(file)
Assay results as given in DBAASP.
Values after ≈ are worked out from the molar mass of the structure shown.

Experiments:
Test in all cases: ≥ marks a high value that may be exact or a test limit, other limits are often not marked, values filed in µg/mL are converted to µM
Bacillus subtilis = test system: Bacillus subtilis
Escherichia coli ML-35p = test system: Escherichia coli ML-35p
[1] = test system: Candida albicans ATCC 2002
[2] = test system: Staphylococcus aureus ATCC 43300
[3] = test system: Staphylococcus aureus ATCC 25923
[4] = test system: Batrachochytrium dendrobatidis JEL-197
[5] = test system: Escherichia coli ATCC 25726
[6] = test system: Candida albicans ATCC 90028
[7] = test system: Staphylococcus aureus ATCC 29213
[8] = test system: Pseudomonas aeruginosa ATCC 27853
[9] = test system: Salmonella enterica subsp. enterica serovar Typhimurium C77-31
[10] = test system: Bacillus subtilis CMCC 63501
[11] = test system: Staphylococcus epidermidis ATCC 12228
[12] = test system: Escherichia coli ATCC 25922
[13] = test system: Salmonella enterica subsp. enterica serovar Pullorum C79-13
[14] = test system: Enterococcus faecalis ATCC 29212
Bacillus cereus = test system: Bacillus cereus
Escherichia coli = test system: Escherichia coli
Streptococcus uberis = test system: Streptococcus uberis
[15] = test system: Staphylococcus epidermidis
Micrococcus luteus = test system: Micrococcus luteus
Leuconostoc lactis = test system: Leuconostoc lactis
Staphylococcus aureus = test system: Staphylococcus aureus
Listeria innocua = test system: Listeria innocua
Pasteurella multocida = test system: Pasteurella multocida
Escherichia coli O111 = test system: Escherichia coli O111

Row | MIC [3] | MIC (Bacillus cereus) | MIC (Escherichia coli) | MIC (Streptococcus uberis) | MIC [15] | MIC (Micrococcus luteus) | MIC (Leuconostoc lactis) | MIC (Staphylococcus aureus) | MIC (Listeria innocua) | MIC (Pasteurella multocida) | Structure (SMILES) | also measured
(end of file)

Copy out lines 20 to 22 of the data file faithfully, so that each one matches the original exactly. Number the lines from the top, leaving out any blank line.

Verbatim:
[14] = test system: Enterococcus faecalis ATCC 29212
Bacillus cereus = test system: Bacillus cereus
Escherichia coli = test system: Escherichia coli